6 KEITH JUNIOR HIGH DSK HEMPRESS OF THE NIGHT" Not quite emerged from the compact cocoon Just keep on struggling, and you'll be out soon. Beautiful "Empress of the Night"- You give my heart delight To see your wings of pale blue green With their glittering golden sheen. Go, lovely creature, from the old walnu tree. Oh you rare beauty! now you are free. I have been lucky to see such a sight The emerging and flight- of a. Luna iMoth. Dorothy 'Zediker, 9 A POETICAL TAIL In days of old When nights were cold, And I was but a kid I spied a tail, Just off the trail And this is what I did, I grabbed that tail, And with a rail I smashed his lid, I smashed his trunk, ! l ! ? ? Y " " "' Gee whiz, it was a skunk! Andrew Ritter, 9 1 FULFILLMENT An old tin can, In the dump it lay All dented and rusty and worm, People passed it day by day With naught but a look of scorn. Time was When the little tin can was new, All shiny and spic an' span 3 Its life was full, its sorrows few- It was a friend of man. But alas, one day the cook came along To prepare the midday meal. She took her can-opener, sharp and strong, And opened up the seal. The contents were to nourish man That life, he might sustain. But oh, with a toss, the little tin can Was thrown out into the rain. Along came a red-headed, freckled-faced boy- On fishing he was bentg He said, "Oh, what luck! what joy!" And into his pocket it went. With fat, juicy worms, he filled the can, To lure the Wiley trout- And thus again it served man Ere its short life went out. And now in the river mud it lies, And o'er a cool stream Hows, Hidden, unseen by human eyes It serves as a home for the minnows. SPRING FEVER I get a lazy feeling About this time of year Now that the flowers bloom again And all the birds are here It might be that I'm just happy At the end of winter drear But it's not-it's just spring fever. I have no interest now in school About this time of year It happens every year like this When days grow bright and clear It might be that I'm sorry That the end of it's so near But I'm not-it's iust spring fever. Beth Swope, 9 DAWN Dawn comes, Dawn goes, Then 'tis day, Day comes, Day goes, Then 'tis eve, Eve comes, Eve goes, Then 'tis night, And as purple shadows fall, 'Tis gone- Again the dawn. Betty Crilly, 9 THE STORM Darkening skies Widening eyes, Rain and mud, Storm and flood, Lightening and thunder, Horror and wonder, Bending trees, Changing breeze, Now howling winds The storm begins! TWILIGHT I I'm glad when the long day is over, And evening at last is here, For of all the hours of the day Twilight to me is most dear. For then all worlds completed The evening is stealing on, The sun sinks down behind the hills More radiant than at dawn. Fhere is time to recollect the day Fo separate the right from wrong, Be sorry for your weakness And vow to be more strong. Twilight at times is happy Again it is cloudy and sad Fwilight is the hour of quietness When to be living you're glad. The shadows begin to deepen The twilight hour is at end i But that hour may do much for you For trouble and sorrow it mends. Beth Swope, 9 BLACKNESS I look at you, and yet you seem, To hold no sympathy for me. You are so dark, and dank, and cold, No eheerfulness for me you hold I dread you when in caves I peer, For seeing nothing makes me fear. I hate you on a dark, hot night, When you do blacken everything that's light. I illuminate my spacious room, To bar you out, with all your gloom. You seem so -large, and vast to me And I shall always fearful be To you I'1l always turn my back For the simple reason that you're- black! William Hughes, 9 SPRING Spring To some Is happiness, To others Just restlessness, To still others - 'Worlds of complaint That somber pictures paint Spring To many Sunshine Bright as heaven's dome, Radiates from heart and home Live the- Happiness and sunshine For, by cheer and smile Life will be worthwhile. Frances Louise Schum, 9 Edward Gilmore, 9 Betty Crilly, 9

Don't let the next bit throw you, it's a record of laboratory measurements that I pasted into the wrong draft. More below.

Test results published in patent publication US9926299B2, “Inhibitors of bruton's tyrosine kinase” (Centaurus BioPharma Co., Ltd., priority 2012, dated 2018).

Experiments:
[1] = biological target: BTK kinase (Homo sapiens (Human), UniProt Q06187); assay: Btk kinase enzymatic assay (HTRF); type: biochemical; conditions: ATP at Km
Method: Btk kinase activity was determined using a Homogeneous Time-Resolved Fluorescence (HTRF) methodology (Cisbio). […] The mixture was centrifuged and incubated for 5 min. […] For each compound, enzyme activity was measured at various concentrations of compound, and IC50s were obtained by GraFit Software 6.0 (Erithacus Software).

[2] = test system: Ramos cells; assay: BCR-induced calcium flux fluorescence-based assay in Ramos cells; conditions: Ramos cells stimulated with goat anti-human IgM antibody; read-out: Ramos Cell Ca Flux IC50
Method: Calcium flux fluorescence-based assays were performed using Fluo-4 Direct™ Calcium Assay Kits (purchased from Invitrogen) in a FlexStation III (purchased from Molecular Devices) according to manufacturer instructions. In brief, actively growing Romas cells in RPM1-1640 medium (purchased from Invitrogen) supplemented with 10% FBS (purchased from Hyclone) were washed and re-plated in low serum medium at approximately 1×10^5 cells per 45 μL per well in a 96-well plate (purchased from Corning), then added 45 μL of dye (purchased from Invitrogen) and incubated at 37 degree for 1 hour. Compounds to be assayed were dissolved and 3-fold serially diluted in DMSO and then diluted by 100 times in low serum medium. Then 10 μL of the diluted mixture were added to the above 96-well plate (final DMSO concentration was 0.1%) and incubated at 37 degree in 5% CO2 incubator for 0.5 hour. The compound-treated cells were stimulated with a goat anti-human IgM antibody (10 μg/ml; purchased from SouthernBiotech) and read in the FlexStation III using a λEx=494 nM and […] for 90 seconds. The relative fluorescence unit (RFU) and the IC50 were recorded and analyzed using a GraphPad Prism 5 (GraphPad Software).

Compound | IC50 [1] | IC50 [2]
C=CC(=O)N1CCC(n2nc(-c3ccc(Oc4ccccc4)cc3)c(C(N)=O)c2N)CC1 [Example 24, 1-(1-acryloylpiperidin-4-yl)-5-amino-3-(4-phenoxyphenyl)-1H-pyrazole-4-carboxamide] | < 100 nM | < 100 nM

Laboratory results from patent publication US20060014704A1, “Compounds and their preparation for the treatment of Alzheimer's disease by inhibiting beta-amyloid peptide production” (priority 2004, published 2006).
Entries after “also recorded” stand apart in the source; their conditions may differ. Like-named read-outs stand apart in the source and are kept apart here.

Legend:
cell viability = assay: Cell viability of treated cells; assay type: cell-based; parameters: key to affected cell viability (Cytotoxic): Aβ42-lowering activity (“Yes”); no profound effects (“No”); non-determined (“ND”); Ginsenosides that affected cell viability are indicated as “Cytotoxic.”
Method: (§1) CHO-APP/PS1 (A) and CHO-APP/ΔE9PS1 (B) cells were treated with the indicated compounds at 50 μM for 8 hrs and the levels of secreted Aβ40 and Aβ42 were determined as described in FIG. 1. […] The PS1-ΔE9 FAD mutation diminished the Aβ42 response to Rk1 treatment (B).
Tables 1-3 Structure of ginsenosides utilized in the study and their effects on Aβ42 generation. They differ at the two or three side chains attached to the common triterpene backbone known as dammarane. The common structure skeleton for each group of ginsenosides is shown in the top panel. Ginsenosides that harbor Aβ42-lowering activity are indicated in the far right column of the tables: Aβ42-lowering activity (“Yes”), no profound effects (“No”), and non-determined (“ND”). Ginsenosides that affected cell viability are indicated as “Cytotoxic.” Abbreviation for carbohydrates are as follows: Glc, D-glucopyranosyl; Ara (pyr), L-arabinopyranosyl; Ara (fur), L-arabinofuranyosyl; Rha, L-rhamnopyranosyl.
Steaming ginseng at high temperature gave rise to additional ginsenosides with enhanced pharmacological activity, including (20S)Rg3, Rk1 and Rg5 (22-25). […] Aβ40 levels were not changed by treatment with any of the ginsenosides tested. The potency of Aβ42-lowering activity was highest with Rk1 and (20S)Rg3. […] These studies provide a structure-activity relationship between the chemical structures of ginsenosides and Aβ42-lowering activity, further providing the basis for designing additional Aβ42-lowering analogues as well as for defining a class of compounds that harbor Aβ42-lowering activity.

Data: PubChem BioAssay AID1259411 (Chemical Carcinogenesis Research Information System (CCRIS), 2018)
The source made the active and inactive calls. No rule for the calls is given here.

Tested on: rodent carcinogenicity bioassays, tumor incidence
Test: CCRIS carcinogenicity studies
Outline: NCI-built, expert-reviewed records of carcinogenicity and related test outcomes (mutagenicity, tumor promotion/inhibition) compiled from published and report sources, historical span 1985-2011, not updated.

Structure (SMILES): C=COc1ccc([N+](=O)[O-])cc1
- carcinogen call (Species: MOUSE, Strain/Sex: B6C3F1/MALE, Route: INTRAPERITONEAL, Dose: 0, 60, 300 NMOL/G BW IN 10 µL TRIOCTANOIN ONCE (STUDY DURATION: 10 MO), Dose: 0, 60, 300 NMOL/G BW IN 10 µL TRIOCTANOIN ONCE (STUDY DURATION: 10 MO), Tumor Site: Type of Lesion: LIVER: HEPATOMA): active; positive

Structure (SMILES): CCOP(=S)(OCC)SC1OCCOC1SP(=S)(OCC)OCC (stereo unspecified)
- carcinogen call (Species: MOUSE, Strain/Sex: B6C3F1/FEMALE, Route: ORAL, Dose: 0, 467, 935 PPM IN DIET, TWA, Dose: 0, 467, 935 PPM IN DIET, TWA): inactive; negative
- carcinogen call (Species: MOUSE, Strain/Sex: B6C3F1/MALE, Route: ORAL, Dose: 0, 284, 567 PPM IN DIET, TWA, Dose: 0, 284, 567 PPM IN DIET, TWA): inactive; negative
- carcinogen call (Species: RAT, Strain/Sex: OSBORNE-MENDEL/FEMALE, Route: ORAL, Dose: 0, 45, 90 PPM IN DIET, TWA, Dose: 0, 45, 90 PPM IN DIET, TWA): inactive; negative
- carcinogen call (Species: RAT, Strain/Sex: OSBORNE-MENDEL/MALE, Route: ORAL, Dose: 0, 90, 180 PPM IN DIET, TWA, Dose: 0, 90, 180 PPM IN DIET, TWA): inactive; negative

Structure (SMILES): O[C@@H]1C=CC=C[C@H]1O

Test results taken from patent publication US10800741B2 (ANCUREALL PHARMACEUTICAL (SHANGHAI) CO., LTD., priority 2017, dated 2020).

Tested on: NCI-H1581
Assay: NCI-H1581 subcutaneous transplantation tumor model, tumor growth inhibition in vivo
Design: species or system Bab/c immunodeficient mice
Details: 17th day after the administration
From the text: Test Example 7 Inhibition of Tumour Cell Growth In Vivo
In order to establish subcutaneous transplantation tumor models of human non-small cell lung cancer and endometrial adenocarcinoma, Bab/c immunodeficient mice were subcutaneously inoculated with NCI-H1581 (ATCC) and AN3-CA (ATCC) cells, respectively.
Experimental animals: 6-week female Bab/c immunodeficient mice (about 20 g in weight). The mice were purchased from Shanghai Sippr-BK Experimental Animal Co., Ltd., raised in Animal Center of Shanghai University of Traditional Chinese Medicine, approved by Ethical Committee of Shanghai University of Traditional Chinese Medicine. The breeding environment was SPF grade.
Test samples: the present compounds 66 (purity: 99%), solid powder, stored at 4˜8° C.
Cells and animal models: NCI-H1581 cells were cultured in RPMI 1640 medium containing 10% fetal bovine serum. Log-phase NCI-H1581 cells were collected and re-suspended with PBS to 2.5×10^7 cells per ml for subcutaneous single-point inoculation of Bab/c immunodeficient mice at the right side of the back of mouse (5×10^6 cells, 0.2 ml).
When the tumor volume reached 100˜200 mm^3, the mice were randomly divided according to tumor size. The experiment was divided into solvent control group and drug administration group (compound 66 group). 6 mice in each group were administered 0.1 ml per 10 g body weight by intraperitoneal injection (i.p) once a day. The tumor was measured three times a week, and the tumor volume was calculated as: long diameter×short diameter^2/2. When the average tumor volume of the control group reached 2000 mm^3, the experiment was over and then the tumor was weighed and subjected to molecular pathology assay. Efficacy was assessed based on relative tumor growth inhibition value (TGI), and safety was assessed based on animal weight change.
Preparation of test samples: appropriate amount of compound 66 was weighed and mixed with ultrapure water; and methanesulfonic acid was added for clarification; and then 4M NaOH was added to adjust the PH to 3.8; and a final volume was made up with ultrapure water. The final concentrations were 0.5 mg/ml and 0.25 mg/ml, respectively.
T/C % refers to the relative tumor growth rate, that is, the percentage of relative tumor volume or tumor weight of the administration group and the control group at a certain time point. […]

Page 10 text: